Despite receiving a large dump of snow in Edmonton just a few days prior to my weekend retreat, there was no time to take advantage of it in the city.

And really--what better way to take in the first snowshoe of the season than through the birch and pine trees, with a backdrop of sunshine, blue sky, and the jaggedly majestic peaks of the Rockies?

Thursday, November 8, 2012

Every Day I'm Shovelling

It's not even 8am. Normally at this time, I am just getting my coffee prepped and my lunch into a bag before heading out the door. This morning, however, I was up just before 6, to bring my car in for 7, to get her winter tires put on. It's rough being up this early, but I always need to have one of the first appointments of the day, because I need my car for work.

Unfortunately, it was yesterday that Edmonton received nearly a foot of heavy, wet snow. I drove slowly, I drove carefully. I was not one of the roughly 200 motor vehicle accidents. (I was, however, one of the roughly one million snow blowing their driveway after work.)

My brother, having spent much of his adult life in Lethbridge, says this is the most snow he's seen at once in nine years. I told him if he can make it through his first winter here, he could make it anywhere (except maybe NWT). But I told him not to snow blow yesterday, and I'm kinda glad I did. I think he would have tapped out on winter entirely.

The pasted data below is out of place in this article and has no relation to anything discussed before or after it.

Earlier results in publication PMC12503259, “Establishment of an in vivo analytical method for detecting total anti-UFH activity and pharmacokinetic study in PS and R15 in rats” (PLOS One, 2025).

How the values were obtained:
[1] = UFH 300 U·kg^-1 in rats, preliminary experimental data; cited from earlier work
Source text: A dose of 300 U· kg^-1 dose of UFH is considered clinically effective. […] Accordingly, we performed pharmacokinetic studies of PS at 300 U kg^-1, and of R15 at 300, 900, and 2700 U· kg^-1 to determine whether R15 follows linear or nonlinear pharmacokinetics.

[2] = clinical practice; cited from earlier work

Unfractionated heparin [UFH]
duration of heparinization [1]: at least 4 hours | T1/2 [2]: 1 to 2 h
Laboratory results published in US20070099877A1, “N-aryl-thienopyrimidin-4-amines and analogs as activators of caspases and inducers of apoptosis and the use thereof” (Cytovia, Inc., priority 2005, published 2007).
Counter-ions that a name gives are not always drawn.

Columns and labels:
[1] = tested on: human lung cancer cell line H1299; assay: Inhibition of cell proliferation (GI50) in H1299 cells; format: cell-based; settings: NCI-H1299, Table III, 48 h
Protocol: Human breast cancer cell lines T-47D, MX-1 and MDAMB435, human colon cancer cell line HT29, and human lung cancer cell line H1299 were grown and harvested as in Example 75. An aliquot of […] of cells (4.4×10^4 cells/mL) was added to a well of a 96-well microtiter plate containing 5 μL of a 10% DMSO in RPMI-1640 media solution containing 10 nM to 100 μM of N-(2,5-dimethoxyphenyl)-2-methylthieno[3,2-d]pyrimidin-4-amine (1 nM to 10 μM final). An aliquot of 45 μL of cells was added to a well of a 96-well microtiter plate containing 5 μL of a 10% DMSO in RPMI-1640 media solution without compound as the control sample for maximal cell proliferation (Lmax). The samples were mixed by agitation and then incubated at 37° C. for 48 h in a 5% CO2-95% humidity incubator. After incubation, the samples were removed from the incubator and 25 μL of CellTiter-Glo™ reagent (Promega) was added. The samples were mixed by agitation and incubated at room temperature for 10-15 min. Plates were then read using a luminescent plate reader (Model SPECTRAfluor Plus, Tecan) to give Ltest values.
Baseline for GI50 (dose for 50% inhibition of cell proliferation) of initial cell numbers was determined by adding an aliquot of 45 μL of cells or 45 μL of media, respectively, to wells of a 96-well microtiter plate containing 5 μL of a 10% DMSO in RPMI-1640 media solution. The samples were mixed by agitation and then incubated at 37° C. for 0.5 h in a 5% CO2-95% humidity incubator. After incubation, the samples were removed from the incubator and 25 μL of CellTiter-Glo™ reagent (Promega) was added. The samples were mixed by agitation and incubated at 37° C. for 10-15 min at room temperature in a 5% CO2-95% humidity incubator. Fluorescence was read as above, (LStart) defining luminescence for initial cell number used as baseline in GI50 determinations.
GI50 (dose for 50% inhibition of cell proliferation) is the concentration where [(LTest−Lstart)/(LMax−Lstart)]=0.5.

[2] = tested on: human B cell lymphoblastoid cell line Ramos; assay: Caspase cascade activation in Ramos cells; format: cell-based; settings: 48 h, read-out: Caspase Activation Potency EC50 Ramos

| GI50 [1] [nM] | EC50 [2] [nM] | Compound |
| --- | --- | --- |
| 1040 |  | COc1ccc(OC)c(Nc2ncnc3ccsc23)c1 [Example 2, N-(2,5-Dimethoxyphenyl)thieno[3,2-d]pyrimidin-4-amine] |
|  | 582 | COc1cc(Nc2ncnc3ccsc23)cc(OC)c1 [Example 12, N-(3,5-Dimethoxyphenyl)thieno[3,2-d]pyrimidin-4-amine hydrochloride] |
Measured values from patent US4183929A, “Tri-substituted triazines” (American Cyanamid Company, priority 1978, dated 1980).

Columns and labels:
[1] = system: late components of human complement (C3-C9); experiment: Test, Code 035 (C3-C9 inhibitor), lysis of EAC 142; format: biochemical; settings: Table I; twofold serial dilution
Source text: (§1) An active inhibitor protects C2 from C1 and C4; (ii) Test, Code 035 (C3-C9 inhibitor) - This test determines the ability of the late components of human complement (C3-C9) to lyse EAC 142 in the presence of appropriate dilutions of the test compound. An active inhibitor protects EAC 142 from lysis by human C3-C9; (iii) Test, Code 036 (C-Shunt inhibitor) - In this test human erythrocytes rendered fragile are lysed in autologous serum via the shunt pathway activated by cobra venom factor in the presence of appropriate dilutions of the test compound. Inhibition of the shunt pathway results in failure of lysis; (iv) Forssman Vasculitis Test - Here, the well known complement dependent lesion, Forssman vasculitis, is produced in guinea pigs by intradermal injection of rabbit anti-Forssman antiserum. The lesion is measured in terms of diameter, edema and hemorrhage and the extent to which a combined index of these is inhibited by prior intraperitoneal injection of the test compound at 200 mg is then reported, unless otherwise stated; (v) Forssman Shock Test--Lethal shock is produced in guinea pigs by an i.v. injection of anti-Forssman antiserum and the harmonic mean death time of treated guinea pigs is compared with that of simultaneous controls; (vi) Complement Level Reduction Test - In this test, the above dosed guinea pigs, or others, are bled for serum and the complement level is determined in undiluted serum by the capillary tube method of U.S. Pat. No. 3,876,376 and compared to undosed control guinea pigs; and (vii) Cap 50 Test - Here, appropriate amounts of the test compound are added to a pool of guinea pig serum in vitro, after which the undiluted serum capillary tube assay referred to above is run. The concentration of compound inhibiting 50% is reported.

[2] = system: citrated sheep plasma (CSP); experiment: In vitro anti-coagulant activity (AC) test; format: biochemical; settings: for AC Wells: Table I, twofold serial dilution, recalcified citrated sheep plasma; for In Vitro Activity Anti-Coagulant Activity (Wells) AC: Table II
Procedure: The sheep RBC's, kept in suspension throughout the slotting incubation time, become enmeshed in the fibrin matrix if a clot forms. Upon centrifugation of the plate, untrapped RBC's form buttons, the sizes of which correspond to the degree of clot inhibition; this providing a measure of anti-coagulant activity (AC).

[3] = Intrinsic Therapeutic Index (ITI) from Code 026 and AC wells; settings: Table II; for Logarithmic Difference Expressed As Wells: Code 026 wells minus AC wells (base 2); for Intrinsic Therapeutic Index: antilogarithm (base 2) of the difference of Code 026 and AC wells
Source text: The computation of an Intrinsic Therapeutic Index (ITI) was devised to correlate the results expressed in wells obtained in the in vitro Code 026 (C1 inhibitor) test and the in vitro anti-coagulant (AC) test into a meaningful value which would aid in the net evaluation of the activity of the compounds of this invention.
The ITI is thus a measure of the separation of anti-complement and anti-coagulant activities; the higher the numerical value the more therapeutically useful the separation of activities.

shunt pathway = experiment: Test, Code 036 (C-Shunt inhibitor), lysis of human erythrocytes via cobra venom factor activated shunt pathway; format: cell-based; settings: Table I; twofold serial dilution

Snow blowing yesterday was about 10,000 kinds of awful. I generally quite like snow blowing. There is supreme satisfaction in watching several of inches of snow disappear under your feet. That being said, I have never had to blow through snow so thick and dense with wet. I lost count of how many times the pipe got clogged with snow (I had to scoop it out with a trowel every 5-10 ft. Who carries a trowel with them when they snow blow? Honestly.) Still quicker than shovelling manually, I cleared the driveway fairly well.

The snow continues to fall today. I will have to shovel. Or snow blow. I'm not sure which at this point. The weekend forecast calls for sunshine across the province, and I am hopeful of that.

A few blog posts ago, I talked about intentionally seeking beauty in every season. While this is only Day 2 of snow, it is day 5 (6? 7?) without sunshine. All week has been a "hazy shade of winter." Snow just adds insult to injury, but I think I am taking it in stride. Today. All the tree branches are topped with snow. In my ageing neighbourhood, it means the elm trees on each side of the street come together in a beautiful frosted canopy. While the backdrop is a little grey right now, the first sunny day will be glorious.